The invention is applicable to both metal and plastic pipes. In the case of plastic pipes, the vibrational frequencies are generally subsonic, whereas in the case of metal pipe they range up to about 800Hz.
The proposed method is easy to implement, for example, in conjunction with routine leak detection surveys. Also, it does not require a high level of operator skill.
Brief Description of the Drawings The invention will now be described in more detail by way of example only, with reference to the accompanying drawings, in which:-Figure 1 is a schematic diagrani of an arrangement for determining pipe wall thickness;
Figure 2 is a block diagram of an apparatus for measuring average pipe thickness.
Detailed Description of the Preferred Embodiment In Figure 1, a pair of hydrants 10, 11 connected to a water distribution system 12, are spaced apart a distance D, typically in the order of 100 meters. A sensor, such as a hydrophone or accelerometer 13 is coupled to each hydrant 10, 11. A Hydrophone picks up the pressure waves in the fluid medium, whereas an accelerometer picks up the vibrations in the wall of the pipe. The sensors are connected to RF
transmitters 14, which communicate with a cross-correlator 15, which calculates the velocity of propagation of the signals between the hydrants. The coupled-mode signals can be generated by ambient noise in the pipe outside the hydrants 10, 11, or can be induced by, for example, opening a third hydrant outside the hydrants 10, 11 in order to induce an artificial leak.
In accordance with the invention, the propagation velocity of the coupled signals between the hydrants is determined, and from this the average pipe wall thickness between the hydrants 10, 11 can be calculated.
Figure 2 shows a standard PC :20 (Personal Computer), monitor 21, keyboard 22, and mouse 23. The PC includes a sound card 24.
The object is to measure the propagation velocity of low frequency coupled mode signals between the hydrants 10, 11. This can be achieved either by making time-of-flight measurements, or preferably by using cross-correlation techniques allowing for a time shift i between the signals picked up at the two sensors to be determined. In time of flight measurements, the time is measured between the passage of a recognizable impulse between the sensors. In the cross-correlation technique, ambient sound, in the case of metal pipes typically a loud hissing noise, is recorded at the two locations, and the waveforms shifted in phase to achieve maximum correlation. The phase shift depends on the time it takes for the wave to travel between the sensors.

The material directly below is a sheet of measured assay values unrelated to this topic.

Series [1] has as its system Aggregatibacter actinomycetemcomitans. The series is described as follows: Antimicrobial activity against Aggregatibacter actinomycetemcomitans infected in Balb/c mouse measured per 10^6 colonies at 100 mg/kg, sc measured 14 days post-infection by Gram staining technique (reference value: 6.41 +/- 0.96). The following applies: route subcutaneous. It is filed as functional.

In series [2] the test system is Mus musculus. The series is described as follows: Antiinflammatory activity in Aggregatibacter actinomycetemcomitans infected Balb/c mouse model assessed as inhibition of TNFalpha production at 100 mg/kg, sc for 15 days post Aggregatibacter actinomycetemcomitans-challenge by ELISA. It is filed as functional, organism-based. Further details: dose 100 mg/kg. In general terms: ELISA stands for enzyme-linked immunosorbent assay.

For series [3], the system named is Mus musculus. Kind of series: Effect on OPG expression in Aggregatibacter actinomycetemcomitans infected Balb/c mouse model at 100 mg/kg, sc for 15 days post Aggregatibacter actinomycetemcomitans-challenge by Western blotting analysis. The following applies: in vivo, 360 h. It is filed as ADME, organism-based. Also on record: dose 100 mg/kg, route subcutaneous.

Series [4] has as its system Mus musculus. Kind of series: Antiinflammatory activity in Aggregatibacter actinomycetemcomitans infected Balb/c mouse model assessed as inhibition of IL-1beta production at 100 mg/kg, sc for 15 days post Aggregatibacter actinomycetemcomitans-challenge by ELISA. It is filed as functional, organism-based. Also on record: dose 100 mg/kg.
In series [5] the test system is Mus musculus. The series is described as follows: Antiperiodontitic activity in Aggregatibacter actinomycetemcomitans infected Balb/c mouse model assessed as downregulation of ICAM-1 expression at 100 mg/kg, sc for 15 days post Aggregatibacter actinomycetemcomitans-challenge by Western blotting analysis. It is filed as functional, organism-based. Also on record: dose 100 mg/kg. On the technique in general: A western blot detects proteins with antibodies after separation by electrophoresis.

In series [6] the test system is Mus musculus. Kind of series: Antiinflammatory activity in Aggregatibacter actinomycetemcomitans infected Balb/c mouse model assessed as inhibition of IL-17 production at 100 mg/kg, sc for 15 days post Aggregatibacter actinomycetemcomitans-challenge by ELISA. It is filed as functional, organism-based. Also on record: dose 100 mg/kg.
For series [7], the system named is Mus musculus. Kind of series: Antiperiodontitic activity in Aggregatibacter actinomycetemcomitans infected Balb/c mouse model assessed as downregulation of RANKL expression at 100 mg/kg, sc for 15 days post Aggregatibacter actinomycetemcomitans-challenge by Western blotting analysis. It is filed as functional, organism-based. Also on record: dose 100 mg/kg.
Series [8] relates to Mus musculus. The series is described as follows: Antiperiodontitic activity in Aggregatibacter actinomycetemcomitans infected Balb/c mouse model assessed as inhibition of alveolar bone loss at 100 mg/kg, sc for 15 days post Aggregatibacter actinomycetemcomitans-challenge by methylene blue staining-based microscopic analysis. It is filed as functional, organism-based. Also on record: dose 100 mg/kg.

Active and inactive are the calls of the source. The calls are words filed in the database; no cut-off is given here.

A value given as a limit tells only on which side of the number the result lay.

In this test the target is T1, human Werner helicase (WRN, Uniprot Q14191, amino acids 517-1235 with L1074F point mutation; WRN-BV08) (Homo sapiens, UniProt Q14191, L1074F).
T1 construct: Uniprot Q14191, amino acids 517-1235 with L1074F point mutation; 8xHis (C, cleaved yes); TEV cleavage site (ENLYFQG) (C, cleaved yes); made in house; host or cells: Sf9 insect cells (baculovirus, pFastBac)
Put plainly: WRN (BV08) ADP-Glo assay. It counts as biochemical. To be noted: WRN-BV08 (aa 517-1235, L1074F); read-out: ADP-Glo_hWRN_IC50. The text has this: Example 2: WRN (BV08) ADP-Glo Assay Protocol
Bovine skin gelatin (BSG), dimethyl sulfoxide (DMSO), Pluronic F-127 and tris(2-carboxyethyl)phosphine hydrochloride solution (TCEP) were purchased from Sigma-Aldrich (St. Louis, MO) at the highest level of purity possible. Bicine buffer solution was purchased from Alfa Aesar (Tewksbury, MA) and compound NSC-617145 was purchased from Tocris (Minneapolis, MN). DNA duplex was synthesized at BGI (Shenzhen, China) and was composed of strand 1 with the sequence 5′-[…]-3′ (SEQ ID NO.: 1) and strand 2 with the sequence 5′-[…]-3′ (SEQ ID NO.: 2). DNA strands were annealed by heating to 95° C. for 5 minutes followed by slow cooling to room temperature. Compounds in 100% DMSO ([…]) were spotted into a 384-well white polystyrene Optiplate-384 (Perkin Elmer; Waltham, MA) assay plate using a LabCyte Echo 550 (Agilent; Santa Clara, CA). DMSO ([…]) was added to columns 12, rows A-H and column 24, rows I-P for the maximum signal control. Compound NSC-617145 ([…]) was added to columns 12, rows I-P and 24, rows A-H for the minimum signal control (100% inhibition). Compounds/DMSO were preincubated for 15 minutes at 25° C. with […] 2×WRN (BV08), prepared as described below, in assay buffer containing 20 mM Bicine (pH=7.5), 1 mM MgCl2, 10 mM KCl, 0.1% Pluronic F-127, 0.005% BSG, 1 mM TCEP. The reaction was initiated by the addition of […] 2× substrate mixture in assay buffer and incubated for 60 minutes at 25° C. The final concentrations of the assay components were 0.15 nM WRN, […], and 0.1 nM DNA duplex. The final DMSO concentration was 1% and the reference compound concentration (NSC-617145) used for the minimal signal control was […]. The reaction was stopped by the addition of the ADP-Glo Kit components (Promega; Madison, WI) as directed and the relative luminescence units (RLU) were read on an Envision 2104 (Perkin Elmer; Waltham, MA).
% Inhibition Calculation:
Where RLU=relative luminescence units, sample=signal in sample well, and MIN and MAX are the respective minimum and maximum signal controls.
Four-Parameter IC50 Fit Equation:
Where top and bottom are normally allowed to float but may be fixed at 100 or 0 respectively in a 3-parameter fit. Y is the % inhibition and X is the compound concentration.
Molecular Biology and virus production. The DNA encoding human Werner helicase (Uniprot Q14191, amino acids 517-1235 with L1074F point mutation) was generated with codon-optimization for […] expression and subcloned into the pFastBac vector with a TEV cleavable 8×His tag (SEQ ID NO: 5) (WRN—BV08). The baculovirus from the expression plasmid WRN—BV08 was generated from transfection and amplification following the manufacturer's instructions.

The signals from each sensor are recorded simultaneously using the stereo channels of a soundcard 24 of the PC 20 at any of the card's sampling frequencies, normally between 11,025 and 44,000 Hz. Recorded signals can be stored in either standard wav or ASCII
formats. The signals should be recorded using 16-bit resolution and the lowest possible sampling rate of the soundcard (e.g., 11,025 Hz). In most cases, it is sufficient to record signals for a duration between 30 to 60 seconds. In record mode, the volume control should be adjusted to utilize as much as possible of the soundcard's voltage range, without overloading it, in order to achieve a high signal-to-noise ratio.
In the case of metal pipes, the recorded signals sound like a loud hiss. By relatively shifting the channels to achieve maximum cross-correlation, the time lag between the two sensors can be measured. From this, knowing the separation distance, the propagation velocity can be calculated.
In the case of plastic pipes, the signals are typically below the audible range. However, it is possible to hear them on a P('. by increasing the playback speed.
The frequency range of the recorded signals can be limited to suppress interfering noise components by applying low and high-pass digital filters at user-specified cutoff frequencies. The filters are of the recursive 4'h order Butterworth type. The square of the absolute value of the transfer function has the following forms for low and high-pass filters of this kind, respectively: